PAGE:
The hot sauce you add to your eggs and chili did not cause your ulcer, but continuing to add it may not make you feel any better. Gastric ulcers are caused by bacteria known as Helicobacter pylori. Diet may not be responsible for the painful stomach sores. However, eating a balanced and healthy diet and avoiding foods that irritate your ulcer may help prevent flareups and pain. If any food irritates your ulcer, avoid it in your ulcer diet, even if it's considered a nonirritating food.
Although diet might not be the cause of a gastric ulcer, choosing ulcer-friendly foods will help you heal and prevent additional flareups.
Nutrient-rich fruits and vegetables make good snacks for ulcer patients when trying to limit ulcer pain. Include a variety in your ulcer diet throughout the week, especially green and orange vegetables such as broccoli, spinach, carrots and sweet potatoes, to up your nutrient intake. The flavonoids found in apples, cranberries, cranberry juice, onions and celery may help inhibit the growth of the H. pylori bacteria.
A study published in February 2019 in the Journal of Clinical Medicine found that certain isolated flavonoids may be used as an alternative or supplemental treatment for an H. pylori infection. Additionally, the fiber in fruits and vegetables may help speed up ulcer healing.
Read more: The 10 Healthiest Fruits and Vegetables
Go With Whole Grains
Grains, such as bread, rice and pasta, may also be well-tolerated by those dealing with a gastric ulcer. Make at least half your grain choices whole grain to increase your fiber intake and help with the healing. In addition to fiber, whole grains are also a good source of essential micronutrients you need for overall good health such as B vitamins, magnesium, iron and selenium. Examples of whole grains include whole-wheat bread, brown rice, oatmeal and millet.
Keep Your Dairy Low Fat
Foods high in fat may cause discomfort and should be avoided when you have an ulcer, so include dairy foods that are low in fat. Good choices include low-fat or nonfat milk, yogurt or cheese, buttermilk, low-fat ice cream or sherbet. If you do not tolerate dairy foods, soy milk may be an option for you. Milk does not coat the stomach to relieve pain, so it is not necessary to drink large amounts, according to MedlinePlus.
Choose Lean Sources of Protein
Also include protein foods that are low in fat to limit gastric irritation. Poultry, seafood, lean red meat such as pork chops or strip steak, beans and tofu make healthy choices. Nuts, nut butter and seeds are a healthy source of protein but are higher in fat than other sources, so you may need to take some precaution when including them in your diet.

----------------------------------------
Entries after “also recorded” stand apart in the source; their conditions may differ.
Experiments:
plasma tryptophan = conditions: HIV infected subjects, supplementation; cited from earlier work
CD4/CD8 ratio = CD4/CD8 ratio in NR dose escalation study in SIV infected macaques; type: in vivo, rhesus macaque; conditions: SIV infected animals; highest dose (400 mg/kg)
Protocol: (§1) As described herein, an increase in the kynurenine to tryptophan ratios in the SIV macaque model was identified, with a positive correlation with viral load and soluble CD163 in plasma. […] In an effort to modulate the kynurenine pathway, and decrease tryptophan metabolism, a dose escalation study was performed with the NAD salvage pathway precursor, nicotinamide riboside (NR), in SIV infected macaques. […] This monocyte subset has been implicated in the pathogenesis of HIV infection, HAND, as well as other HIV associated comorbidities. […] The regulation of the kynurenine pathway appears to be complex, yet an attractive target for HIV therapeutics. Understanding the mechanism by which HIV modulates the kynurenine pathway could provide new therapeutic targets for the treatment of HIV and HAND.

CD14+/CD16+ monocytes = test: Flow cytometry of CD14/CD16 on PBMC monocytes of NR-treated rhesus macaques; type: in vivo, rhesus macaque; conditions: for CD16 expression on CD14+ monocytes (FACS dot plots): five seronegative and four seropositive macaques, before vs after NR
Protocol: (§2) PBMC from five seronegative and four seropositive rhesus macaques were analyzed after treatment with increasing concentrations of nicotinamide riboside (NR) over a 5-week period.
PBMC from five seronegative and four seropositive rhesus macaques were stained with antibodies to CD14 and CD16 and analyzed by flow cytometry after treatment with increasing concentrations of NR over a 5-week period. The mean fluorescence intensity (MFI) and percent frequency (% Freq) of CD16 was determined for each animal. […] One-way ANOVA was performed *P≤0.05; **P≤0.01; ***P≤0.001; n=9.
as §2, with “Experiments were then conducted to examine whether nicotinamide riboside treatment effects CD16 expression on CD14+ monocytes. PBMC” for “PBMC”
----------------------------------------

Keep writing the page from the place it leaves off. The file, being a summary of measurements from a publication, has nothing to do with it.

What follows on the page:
In addition to fat, you'll also want to limit your intake of spicy foods and chocolate to reduce stomach acid production and ulcer pain and irritation. Caffeine found in drinks such as coffee and soda should also be limited, as well as alcohol. You should also avoid late-night snacking.
Read more: How Much Protein Is Right for You?
Additional Diet Tips
Note that some meals and snacks for ulcer patients may be well-tolerated by some while worsening symptoms for others. If a particular food seems to irritate your stomach, try eliminating it from your ulcer diet to see if symptoms improve. You can also try eating smaller, more frequent meals to ease digestion. In addition, ask your doctor whether you need to avoid non-steroidal anti-inflammatory drugs (NSAIDs) such as ibuprofen and naproxen, which increase ulcer risk.
To avoid irritating your ulcer, try a sample one-day meal plan of ulcer-friendly foods and snacks for ulcer patients:
- Breakfast — 1 cup of whole grain, low-sugar cereal, one poached or boiled egg, 1 cup of low-fat milk, a banana and caffeine-free tea
- Snack — Six to 12 whole grain crackers, 1 ounce mozzarella cheese
- Lunch — 2 ounces baked chicken, spinach and mustard in a whole-grain tortilla, a pear, and water or caffeine-free tea
- Snack — 1 to 2 tablespoons of peanut or almond butter, one apple
- Dinner — 4 to 6 ounces baked salmon, one medium sweet potato or 1 cup brown rice, steamed green beans, 1 cup fresh fruit, water or 1 cup low-fat milk
- MedlinePlus: "Peptic Ulcer Disease"
- ChooseMyPlate.gov: "Grains"
- ChooseMyPlate.gov: "Protein Foods: What Foods Are in the Protein Foods Group?"
- Harvard Health Publishing: "Peptic Ulcer"
- Ohio State University Wexner Medical Center: "Avoiding Gastric Stimulants"
- National Center for Biotechnology Information: "Peptic Ulcer Disease: A Brief Review of Conventional Therapy and Herbal Treatment Options"